Cybersecurity Will Take A Big Bite of the Budget
President Bush's single largest request for funds and "most important initiative" in the fiscal 2009 intelligence budget is for the Comprehensive National Cybersecurity Initiative, a little publicized but massive program whose details "remain vague and thus open to question," according to the House Permanent Select Committee on Intelligence.
A highly classified, multiyear, multibillion-dollar project, CNCI -- or "Cyber Initiative" -- is designed to develop a plan to secure government computer systems against foreign and domestic intruders and prepare for future threats. Any initial plan can later be expanded to cover sensitive civilian systems to protect financial, commercial and other vital infrastructure data.
"It is no longer sufficient for the U.S. Government to discover cyber intrusions in its networks, clean up the damage, and take legal or political steps to deter further intrusions," Director of National Intelligence Mike McConnell noted in a February 2008 threat assessment. "We must take proactive measures to detect and prevent intrusions from whatever source, as they happen, and before they can do significant damage." His conclusions echoed those of a 2007 interagency review that led to CNCI's creation.
During debate on the intelligence authorization bill last week, Rep. Jim Langevin (D-R.I.), a member of the House intelligence committee and chairman of the Homeland Security subcommittee on emerging threats, described cybersecurity as "a real and growing threat that the federal government has been slow in addressing."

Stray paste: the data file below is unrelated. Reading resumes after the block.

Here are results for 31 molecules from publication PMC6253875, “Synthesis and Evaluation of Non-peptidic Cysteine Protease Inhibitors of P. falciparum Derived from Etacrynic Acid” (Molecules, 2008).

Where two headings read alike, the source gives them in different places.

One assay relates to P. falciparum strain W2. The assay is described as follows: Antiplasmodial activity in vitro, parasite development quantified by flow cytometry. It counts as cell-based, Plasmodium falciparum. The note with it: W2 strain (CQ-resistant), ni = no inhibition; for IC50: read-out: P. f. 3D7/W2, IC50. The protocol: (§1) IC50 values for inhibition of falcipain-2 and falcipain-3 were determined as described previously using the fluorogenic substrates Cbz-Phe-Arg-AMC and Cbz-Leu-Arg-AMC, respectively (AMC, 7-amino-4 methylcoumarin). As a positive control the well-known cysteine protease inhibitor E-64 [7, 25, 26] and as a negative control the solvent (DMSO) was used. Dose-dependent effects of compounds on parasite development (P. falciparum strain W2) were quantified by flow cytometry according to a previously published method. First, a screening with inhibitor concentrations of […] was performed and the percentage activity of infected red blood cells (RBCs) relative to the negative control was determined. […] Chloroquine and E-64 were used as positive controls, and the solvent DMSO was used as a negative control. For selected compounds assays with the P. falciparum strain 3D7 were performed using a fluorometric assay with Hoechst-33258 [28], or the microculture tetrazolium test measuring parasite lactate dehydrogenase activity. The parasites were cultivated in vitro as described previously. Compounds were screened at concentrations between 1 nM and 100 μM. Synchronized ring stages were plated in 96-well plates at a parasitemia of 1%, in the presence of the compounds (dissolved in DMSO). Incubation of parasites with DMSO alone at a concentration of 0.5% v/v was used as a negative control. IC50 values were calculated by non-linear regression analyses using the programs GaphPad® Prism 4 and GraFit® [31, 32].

Without specifying funding figures, which are classified, Langevin said the panel approved 90 percent of the funds requested for CNCI but warned that the committee "does not intend to write the administration a blank check."
The committee's report recognized that as the initiative develops, "it will be imperative that the government also take into account the interests and concerns of private citizens, the U.S. information technology industry, and other elements of the private sector."
Such a public-private partnership will be "unlike any model that currently exists," said the committee, which recommended a White House study leading toward establishment of an oversight panel of lawmakers, executive branch officials and private-sector representatives. The panel would review the intelligence community's development of the initiative.
The committee said it expects the policy debates over the initiative to extend into the next administration, and major presidential candidates have addressed the issue.
On the same day the intelligence bill passed the House, Sen. Barack Obama (D-Ill.) told an audience that, "as president, I'll make cybersecurity the top priority that it should be in the 21st century." He vowed to appoint a national cyber adviser to coordinate policy to secure information -- "from the networks that power the federal government, to the networks that you use in your personal lives."
In a July 1 speech, Sen. John McCain (R-Ariz.) addressed cybersecurity, as well. "To protect our energy supply, air and rail transport, banking and financial services, we need to invest far more in the federal task of cyber security," he said. Neither Obama nor McCain mentioned the cybersecurity initiative underway.
National security and intelligence reporter Walter Pincus pores over the speeches, reports, transcripts and other documents that flood Washington and every week uncovers the fine print that rarely makes headlines -- but should. If you have any items that fit the bill, please send them to firstname.lastname@example.org.